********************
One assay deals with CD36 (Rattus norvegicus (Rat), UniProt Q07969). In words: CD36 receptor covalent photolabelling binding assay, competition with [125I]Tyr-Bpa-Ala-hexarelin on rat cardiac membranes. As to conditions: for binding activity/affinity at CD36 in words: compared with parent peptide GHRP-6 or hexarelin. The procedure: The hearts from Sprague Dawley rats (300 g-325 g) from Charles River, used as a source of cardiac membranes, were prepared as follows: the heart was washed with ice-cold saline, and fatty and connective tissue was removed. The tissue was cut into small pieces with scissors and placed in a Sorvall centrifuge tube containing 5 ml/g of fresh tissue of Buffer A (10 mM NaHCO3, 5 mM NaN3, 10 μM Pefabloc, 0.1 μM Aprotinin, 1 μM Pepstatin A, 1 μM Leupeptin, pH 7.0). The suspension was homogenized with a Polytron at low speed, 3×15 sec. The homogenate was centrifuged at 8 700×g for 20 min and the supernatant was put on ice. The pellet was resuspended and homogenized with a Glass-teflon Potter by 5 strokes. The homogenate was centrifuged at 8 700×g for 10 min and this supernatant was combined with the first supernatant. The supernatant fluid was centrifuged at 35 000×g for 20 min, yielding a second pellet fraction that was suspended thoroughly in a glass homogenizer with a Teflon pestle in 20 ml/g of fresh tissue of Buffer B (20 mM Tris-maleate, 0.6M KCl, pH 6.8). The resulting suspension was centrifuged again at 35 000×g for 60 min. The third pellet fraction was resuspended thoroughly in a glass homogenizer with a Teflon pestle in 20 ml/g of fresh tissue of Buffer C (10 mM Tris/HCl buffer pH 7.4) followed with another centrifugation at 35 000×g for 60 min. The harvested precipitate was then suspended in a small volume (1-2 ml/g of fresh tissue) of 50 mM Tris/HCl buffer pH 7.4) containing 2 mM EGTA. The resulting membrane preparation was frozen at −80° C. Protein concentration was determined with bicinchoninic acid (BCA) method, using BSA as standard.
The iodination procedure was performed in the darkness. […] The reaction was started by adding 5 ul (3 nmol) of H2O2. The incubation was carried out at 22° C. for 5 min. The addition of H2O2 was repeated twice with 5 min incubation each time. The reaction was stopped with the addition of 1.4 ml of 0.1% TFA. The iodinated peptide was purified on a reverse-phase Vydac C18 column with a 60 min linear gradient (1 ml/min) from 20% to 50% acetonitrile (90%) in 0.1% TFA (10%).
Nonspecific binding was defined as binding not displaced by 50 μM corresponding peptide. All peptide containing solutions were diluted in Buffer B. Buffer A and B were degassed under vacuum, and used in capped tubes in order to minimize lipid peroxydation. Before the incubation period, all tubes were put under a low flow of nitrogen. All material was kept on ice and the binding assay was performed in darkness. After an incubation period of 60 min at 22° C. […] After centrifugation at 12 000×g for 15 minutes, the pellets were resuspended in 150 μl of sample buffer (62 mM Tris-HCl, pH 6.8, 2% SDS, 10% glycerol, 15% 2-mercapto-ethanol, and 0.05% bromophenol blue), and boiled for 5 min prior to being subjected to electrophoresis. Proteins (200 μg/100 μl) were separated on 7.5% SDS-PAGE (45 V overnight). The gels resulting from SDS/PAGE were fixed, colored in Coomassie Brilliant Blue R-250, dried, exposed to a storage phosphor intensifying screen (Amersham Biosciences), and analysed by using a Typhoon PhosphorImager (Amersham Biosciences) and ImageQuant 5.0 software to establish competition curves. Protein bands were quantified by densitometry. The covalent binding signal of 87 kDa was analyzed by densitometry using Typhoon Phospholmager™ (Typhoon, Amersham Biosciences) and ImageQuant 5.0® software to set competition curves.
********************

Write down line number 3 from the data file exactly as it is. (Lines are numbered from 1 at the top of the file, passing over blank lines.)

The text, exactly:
Nonspecific binding was defined as binding not displaced by 50 μM corresponding peptide. All peptide containing solutions were diluted in Buffer B. Buffer A and B were degassed under vacuum, and used in capped tubes in order to minimize lipid peroxydation. Before the incubation period, all tubes were put under a low flow of nitrogen. All material was kept on ice and the binding assay was performed in darkness. After an incubation period of 60 min at 22° C. […] After centrifugation at 12 000×g for 15 minutes, the pellets were resuspended in 150 μl of sample buffer (62 mM Tris-HCl, pH 6.8, 2% SDS, 10% glycerol, 15% 2-mercapto-ethanol, and 0.05% bromophenol blue), and boiled for 5 min prior to being subjected to electrophoresis. Proteins (200 μg/100 μl) were separated on 7.5% SDS-PAGE (45 V overnight). The gels resulting from SDS/PAGE were fixed, colored in Coomassie Brilliant Blue R-250, dried, exposed to a storage phosphor intensifying screen (Amersham Biosciences), and analysed by using a Typhoon PhosphorImager (Amersham Biosciences) and ImageQuant 5.0 software to establish competition curves. Protein bands were quantified by densitometry. The covalent binding signal of 87 kDa was analyzed by densitometry using Typhoon Phospholmager™ (Typhoon, Amersham Biosciences) and ImageQuant 5.0® software to set competition curves.